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Expert says higher numbers likely due to people being at home more in pandemic
By George Mortimer
Photo Coyote sightings are up in Cape Breton. A biologist says it might be due to people being at home more often in the pandemic. Harry Collins Photography
Coyote sightings in parts of Cape Breton are up this year, and people have been reporting their concerns on social media.
The animals have been spotted in places around the eastern part of the island such Mira, Catalone and Albert Bridge.
Maureen Cameron-MacMillan, a biologist with Lands and Forestry, said the department’s Coxheath office outside Sydney has received 54 reports in the last year.
In the past they’ve had no more than 40 sightings per year.
“I think that’s skewed because more people are working from home, they’re looking out the window and seeing wildlife outside their houses,” Cameron-MacMillan said.
Cameron-MacMillan said this time of year is mating season for coyotes, which brings out more numbers.
Maureen Cameron-MacMillan is a Department of Lands and Forestry biologist who works in Cape Breton.
She said they are attracted to any food that may be left out.
“If you have feeders out for birds it’s a good idea to take them in at night, and if you feed outdoor pets, take that food inside,” Cameron-MacMillan said.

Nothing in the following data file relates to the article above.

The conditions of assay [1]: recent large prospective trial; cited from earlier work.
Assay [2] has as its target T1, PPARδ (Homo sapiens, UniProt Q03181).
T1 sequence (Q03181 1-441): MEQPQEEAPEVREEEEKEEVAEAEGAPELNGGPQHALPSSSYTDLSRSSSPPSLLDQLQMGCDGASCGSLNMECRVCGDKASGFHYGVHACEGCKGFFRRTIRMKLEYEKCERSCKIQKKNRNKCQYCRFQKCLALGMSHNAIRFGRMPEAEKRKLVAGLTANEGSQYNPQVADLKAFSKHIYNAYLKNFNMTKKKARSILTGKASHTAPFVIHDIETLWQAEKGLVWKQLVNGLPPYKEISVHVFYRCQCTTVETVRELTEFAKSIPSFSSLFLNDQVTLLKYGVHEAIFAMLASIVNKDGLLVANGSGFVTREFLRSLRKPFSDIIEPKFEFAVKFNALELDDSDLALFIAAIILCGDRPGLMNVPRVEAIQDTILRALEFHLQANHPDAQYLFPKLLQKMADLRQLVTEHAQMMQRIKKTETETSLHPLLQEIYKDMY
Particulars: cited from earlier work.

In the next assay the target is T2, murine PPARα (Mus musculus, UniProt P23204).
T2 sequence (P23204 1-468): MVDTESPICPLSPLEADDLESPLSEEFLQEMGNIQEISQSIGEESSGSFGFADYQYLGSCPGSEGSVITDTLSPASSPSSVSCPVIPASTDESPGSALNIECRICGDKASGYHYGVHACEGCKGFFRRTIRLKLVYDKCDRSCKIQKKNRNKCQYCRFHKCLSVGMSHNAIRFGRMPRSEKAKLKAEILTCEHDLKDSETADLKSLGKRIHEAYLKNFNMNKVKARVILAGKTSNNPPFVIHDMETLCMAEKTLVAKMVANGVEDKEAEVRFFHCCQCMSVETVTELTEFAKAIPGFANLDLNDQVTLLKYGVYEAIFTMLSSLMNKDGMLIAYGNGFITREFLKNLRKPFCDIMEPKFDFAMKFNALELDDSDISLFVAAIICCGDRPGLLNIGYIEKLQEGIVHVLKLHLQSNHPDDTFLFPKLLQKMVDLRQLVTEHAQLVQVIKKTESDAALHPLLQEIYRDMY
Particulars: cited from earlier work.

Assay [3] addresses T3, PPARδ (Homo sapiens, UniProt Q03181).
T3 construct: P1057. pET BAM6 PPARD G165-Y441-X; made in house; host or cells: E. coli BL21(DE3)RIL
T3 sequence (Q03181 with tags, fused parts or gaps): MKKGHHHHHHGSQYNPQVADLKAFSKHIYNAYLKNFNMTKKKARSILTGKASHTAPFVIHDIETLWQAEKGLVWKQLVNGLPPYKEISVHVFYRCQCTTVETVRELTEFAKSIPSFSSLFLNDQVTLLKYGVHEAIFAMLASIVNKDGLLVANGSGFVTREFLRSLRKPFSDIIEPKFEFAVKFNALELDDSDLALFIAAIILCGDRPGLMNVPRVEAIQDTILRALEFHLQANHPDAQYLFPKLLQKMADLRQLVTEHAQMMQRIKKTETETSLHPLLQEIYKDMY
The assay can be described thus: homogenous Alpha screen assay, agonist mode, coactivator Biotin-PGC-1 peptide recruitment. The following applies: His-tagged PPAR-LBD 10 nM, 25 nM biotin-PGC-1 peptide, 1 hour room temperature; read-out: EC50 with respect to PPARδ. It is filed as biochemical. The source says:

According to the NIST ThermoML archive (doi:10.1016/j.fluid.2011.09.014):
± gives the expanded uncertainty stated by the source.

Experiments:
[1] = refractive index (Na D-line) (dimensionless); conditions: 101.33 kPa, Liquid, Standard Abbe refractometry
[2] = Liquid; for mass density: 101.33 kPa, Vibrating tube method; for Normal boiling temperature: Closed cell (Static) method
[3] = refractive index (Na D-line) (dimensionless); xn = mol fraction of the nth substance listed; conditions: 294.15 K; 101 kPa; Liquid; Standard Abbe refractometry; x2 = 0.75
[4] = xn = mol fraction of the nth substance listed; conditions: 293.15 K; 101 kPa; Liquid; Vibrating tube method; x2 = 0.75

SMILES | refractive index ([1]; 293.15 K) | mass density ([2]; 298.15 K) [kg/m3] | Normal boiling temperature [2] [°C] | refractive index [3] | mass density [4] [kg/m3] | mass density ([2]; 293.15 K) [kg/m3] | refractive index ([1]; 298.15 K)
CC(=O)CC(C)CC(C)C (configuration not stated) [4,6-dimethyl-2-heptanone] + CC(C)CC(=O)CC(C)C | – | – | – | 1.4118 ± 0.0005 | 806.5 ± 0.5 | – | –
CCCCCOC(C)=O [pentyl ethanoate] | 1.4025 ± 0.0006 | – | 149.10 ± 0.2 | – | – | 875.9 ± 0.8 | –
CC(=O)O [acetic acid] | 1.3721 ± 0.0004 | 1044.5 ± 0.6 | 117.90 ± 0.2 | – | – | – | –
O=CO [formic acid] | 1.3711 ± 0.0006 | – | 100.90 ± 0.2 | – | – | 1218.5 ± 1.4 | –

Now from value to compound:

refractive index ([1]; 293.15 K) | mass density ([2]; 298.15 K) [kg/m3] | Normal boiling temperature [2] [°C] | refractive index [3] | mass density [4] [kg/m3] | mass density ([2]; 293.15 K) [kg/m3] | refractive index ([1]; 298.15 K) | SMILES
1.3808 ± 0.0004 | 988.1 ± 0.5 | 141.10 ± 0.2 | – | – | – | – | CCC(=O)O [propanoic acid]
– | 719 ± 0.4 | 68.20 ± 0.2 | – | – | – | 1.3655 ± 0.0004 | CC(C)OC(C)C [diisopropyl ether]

“Another trick is trim your trees and shrubs to reduce hiding places that are available for coyotes or prey such as squirrels or rabbits that might attract coyotes to your area.”
Cameron-MacMillan said the department does have advice for anyone who comes face to face with a coyote.
“We do have a good acronym for what you should do if you encounter a coyote, and we say BAM — so we want you to back away, act big and make noise.”
‘We just have to be smart about living in their world’
Heather Peters, who lives in the Mira Road area outside Sydney, said she’s had coyotes come through her yard many times, and she has a “healthy” mix of fear and respect for the animals.
“I protect my dogs, I don’t take them out at night near the woods, I keep them close to me, I keep them on a leash, I don’t leave food out,” Peters said.
“We have to be sensible about it. They’re wild animals, we live in a rural area, and we just have to be smart about living in their world.”
Cameron-MacMillan said the department would like to keep track of coyote sightings.